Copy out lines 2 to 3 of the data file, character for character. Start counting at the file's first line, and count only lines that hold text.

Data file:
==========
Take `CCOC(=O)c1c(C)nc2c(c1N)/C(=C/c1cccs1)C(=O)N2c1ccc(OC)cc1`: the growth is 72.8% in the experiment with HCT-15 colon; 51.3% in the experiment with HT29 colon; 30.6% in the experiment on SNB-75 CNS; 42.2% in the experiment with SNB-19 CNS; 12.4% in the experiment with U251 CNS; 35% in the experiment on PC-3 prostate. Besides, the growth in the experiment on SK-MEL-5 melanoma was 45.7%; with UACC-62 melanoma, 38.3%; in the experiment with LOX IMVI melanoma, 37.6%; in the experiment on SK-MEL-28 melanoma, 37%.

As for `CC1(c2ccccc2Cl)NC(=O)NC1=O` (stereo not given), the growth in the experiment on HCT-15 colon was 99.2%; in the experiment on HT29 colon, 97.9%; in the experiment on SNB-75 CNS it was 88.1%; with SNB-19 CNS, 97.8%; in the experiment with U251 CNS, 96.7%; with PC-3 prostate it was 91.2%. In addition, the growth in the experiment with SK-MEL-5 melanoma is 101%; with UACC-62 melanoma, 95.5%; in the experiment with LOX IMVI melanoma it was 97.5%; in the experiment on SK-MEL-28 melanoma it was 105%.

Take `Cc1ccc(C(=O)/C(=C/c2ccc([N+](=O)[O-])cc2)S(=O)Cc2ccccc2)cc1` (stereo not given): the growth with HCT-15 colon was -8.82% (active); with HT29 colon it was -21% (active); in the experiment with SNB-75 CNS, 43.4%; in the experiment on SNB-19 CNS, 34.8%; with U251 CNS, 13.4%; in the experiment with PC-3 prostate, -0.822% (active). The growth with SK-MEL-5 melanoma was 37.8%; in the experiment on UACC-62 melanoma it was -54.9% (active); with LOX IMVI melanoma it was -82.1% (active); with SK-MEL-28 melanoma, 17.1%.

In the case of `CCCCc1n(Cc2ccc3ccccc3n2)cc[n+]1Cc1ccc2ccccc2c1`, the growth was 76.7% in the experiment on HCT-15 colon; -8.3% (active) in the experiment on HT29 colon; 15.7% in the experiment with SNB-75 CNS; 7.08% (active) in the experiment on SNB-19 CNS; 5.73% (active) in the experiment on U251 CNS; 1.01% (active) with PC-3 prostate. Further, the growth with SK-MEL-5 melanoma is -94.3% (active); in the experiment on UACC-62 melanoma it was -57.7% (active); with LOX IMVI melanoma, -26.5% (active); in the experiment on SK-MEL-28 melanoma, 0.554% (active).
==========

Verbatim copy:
As for `CC1(c2ccccc2Cl)NC(=O)NC1=O` (stereo not given), the growth in the experiment on HCT-15 colon was 99.2%; in the experiment on HT29 colon, 97.9%; in the experiment on SNB-75 CNS it was 88.1%; with SNB-19 CNS, 97.8%; in the experiment with U251 CNS, 96.7%; with PC-3 prostate it was 91.2%. In addition, the growth in the experiment with SK-MEL-5 melanoma is 101%; with UACC-62 melanoma, 95.5%; in the experiment with LOX IMVI melanoma it was 97.5%; in the experiment on SK-MEL-28 melanoma it was 105%.

Take `Cc1ccc(C(=O)/C(=C/c2ccc([N+](=O)[O-])cc2)S(=O)Cc2ccccc2)cc1` (stereo not given): the growth with HCT-15 colon was -8.82% (active); with HT29 colon it was -21% (active); in the experiment with SNB-75 CNS, 43.4%; in the experiment on SNB-19 CNS, 34.8%; with U251 CNS, 13.4%; in the experiment with PC-3 prostate, -0.822% (active). The growth with SK-MEL-5 melanoma was 37.8%; in the experiment on UACC-62 melanoma it was -54.9% (active); with LOX IMVI melanoma it was -82.1% (active); with SK-MEL-28 melanoma, 17.1%.